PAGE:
The Chief Superintendent of the Venezuelan superintendency of crypto-assets has shut down some exchanges and mining farms in the country. Although reports have said nothing yet, sources inside the country have said that actions will commence soon. This move is coming after the arrest of the former head of the agency Joselit Ramirez off the back of an order by the president for a better system in the company.
Regulator closes exchanges and mining farms
According to several sources close to the issue, the recently installed superintendent is unhappy with how things are handled, thus the order. In a statement by the President of Asonacrip, Jose Alvarez believes that everybody has a share of the blame regarding the issues in the regulatory body. He also confirmed that his agency is making a list of proposals that would be sent to the new boss Dr. Anabel Pereira.
The former recently opened a public dialogue forum where it asked members of the public to share their opinions with the agency as it ramps up its proposal to the latter. However, before the enforcement of exchanges, Sunacrip also rolled out a memo to mining farms across Venezuela. Jose Alvarez confirmed the memo and stated that the crackdown affected some affiliates, which makes it a concern for Asonacrip. Mining farms have been shut down across three locations, including Bolivar and Lara.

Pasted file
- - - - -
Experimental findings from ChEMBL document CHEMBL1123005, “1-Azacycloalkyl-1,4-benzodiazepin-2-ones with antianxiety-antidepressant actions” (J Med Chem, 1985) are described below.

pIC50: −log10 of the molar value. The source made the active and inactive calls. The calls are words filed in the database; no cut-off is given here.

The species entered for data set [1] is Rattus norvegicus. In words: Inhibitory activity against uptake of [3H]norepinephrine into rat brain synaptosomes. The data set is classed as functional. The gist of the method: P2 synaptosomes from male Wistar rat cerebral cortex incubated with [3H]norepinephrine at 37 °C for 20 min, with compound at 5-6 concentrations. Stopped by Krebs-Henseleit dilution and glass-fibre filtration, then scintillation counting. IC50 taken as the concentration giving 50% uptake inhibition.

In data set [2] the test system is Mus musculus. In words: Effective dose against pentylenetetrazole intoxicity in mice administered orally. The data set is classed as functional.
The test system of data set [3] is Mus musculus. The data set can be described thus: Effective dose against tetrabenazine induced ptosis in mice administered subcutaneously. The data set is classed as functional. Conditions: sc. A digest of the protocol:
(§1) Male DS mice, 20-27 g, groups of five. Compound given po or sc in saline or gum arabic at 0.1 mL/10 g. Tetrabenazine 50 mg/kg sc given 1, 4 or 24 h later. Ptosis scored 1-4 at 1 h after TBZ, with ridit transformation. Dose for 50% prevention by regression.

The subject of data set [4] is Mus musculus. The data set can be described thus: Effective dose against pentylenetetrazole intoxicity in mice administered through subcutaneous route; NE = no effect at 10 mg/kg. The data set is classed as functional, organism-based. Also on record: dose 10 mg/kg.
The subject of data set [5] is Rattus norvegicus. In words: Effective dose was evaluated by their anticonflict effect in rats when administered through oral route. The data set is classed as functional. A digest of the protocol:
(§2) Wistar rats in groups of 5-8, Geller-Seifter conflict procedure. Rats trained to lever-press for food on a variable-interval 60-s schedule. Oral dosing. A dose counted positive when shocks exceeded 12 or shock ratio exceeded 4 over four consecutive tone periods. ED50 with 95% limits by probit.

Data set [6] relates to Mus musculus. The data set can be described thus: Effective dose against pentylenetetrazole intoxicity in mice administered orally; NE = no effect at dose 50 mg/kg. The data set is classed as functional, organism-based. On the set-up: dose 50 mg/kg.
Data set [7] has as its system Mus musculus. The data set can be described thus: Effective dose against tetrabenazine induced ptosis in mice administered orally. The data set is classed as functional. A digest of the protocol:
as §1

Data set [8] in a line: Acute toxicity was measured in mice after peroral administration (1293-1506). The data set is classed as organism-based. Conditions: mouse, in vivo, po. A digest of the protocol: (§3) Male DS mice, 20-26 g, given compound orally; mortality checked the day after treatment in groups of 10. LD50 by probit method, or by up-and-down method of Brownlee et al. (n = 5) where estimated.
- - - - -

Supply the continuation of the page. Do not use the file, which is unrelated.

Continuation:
Venezuela makes u-turn on its crypto stance
Asonacrip has also issued a statement asking the regulatory agency to look into its laws. The body mentioned that most of the mining farms affected went through due process during their registrations. It also pointed out that they were still operating and had the latest permit in Venezuela. Alvarez mentioned that although the agency has an internal issue, it should not interfere with the activities of mining farms regionally. The actions of the last few weeks are in stark contrast to the previous activities of the Maduro-led government regarding crypto.
President Maduro previously called for the use of digital assets as a tool to kickstart the ailing Venezuelan economy. In that time frame, the country gave firms a free hand, looked into the development of its CBDC, and created a regulatory system. At the time, parties involved were targeted by authorities because the state of the assets was being questioned. However, the decree gave the regulator great power, which it used for corrupt practices. Sunacrip is presently undergoing investigation for acting as a middle point in an oil sale deal amid other issues.